If you miss work or even your daily work-out at the gym, document that as well.  In addition to being entitled to compensation for your medical expenses, Utah law requires insurance companies to compensate you for your lost wages, household expenses, and general pain and suffering.  If you have a Doctor's note excusing you from a certain number of days of work and clear documentation that shows the number of hours you usually work per week, the insurance company is less likely to resist paying your lost wages.  If a Doctor has restricted you from lifting more than 10 lbs. and this prevents you from working, cleaning or other household duties, you may be able to receive compensation for hiring the need for others to do your "essential services," even if this is a family member that does not charge you.  Moral of the story, document everything you can as it occurs.  This will ensure you have accurate records and strengthen your case.
3. Seek Immediate Medical Treatment and Be Consistent: Depending on the severity of the accident, medical personnel may or may not be called to the scene.  If they do, I recommend allowing them to evaluate your condition, even if you are not sure whether you are hurt or not.  I once had a client who declined medical treatment at the scene because she did not think she needed it.  Later that evening she was taken to the hospital by family due to extreme pain in her back, leaving her unable to move.  X-rays showed she actually fractured her back.  Despite medical records demonstrating this, the insurance company repeatedly argued her failure to get immediate treatment was a sign she was not as severely injured as we claimed.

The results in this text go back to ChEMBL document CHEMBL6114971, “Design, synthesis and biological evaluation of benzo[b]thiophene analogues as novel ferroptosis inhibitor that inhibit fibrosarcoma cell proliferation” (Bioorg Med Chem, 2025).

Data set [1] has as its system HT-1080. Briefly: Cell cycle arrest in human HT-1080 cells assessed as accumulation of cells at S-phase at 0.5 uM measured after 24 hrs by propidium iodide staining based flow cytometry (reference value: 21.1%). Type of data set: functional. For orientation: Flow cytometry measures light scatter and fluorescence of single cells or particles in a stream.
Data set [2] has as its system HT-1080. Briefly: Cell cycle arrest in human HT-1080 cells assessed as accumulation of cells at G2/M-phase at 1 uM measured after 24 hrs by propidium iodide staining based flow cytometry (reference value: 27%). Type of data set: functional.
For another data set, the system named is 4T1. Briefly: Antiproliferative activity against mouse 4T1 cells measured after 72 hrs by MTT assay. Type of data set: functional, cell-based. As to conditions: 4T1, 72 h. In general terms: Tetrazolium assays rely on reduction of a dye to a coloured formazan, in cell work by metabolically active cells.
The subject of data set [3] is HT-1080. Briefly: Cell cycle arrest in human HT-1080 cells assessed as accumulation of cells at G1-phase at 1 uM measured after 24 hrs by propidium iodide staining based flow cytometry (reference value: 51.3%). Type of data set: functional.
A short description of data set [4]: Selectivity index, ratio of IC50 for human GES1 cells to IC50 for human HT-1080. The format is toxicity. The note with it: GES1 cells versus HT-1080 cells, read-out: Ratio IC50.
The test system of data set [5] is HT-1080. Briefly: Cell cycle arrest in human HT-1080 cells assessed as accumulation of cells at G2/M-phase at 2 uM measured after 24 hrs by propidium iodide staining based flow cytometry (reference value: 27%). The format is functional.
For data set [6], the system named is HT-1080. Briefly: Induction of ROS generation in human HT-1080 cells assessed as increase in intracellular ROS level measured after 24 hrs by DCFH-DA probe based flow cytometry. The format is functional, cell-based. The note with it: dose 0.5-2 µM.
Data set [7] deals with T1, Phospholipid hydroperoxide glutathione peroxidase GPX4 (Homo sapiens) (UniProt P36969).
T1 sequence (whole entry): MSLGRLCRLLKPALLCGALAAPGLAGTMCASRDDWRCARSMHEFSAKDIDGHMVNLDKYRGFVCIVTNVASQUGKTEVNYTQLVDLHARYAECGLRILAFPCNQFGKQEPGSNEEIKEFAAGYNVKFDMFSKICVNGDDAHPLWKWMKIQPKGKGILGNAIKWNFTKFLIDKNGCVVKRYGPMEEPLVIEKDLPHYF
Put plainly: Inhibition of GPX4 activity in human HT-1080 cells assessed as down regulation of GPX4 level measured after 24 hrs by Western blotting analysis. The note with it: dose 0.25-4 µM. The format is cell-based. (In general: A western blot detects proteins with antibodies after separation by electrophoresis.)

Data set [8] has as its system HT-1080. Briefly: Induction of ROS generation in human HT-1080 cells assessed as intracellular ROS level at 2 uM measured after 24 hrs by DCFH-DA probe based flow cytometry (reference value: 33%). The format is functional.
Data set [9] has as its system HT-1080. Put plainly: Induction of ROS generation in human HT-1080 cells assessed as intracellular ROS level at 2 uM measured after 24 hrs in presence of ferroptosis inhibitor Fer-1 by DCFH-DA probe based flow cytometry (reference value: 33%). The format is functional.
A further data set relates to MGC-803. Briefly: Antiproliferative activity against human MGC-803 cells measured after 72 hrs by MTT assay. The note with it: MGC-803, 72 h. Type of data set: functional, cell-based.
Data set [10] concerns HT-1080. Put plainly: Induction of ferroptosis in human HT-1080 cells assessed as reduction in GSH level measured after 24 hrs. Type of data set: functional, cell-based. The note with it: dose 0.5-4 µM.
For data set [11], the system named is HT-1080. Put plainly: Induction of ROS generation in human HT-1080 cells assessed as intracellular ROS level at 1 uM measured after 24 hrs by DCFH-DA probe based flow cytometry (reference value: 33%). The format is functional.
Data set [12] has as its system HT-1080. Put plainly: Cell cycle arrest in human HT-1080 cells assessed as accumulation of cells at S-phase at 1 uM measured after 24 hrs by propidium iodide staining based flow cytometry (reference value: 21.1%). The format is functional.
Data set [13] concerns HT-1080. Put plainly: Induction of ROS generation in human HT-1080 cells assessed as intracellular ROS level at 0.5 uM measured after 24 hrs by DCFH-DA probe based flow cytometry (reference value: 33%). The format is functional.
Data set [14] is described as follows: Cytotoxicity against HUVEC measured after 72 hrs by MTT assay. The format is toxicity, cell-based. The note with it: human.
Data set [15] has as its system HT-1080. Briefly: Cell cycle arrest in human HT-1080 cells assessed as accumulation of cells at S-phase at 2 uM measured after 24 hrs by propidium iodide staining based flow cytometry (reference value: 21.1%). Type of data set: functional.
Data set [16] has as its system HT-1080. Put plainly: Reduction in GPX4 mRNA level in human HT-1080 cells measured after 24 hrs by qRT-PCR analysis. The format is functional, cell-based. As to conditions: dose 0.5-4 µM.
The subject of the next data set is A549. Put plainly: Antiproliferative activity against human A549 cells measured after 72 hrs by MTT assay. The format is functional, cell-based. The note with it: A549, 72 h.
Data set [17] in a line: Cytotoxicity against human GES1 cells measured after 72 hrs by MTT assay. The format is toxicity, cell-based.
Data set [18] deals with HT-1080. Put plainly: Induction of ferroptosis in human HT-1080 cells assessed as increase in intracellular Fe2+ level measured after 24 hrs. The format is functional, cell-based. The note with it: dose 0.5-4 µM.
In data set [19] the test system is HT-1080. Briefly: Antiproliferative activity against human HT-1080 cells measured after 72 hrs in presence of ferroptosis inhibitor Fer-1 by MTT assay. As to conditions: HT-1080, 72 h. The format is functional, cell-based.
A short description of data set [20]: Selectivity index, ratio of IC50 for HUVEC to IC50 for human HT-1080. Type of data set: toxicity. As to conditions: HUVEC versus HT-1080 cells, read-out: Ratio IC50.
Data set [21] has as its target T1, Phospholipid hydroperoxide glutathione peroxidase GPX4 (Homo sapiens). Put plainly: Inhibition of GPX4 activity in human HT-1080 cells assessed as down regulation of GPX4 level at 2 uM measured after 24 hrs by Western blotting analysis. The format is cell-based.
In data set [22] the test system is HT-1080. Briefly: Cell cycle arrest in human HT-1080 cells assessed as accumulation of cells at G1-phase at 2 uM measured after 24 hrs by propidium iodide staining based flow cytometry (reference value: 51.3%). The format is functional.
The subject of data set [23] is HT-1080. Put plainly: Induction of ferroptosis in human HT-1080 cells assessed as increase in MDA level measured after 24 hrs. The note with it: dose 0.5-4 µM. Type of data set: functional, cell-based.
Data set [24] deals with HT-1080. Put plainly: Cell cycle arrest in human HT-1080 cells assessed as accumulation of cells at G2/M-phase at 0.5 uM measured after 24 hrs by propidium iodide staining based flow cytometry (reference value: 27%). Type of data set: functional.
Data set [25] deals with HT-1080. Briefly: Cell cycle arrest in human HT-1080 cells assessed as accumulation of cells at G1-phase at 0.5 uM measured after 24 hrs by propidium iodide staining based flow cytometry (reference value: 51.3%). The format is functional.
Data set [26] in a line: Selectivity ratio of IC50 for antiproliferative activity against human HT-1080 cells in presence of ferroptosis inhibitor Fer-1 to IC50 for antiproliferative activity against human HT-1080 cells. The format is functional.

If you believe you may be injured, get checked out by a doctor and be consistent in whatever treatment is prescribed.  Your treatment may require regular visits to a medical doctor, physical therapist, or chiropractor.  Until such treatment is officially terminated by the medical professional, make it a priority to attend every appointment.  Inconsistent or sporadic treatment will cause the insurance company to significantly undervalue the extent of your injuries. 
 4. The Insurance Company is Not Your Friend: Whether it is your own insurance provider or the other driver's, once you are in an accident, the insurance company is not your friend.  Every time you talk to a representative from an insurance company, they are recording the conversation in hopes that the next time they speak to you, your story will slightly change or that you will make some statement that will hurt your case.
Prior to working at Fillmore Spencer, I worked at an insurance defense law firm.  My job, whether you were our insured or not, was to ensure the insurance company paid as little as possible for your claim.  In order to do this, our company contracted with private investigators to follow individuals who claimed to be injured and take video surveillance.  A colleague of mine even shared an experience with me where his 5 year-old client was videotaped riding her bike by her own insurance company.  The insurance company then claimed that because she was able to ride a bike, she couldn't have been injured.  Insurance companies will monitor your social networking pages to see if you posted pictures or made statements which could even slightly undermine your case.  Bottom line, the insurance company is a business and it is only successful if it takes in more money than it pays out, and that means paying you as little as possible.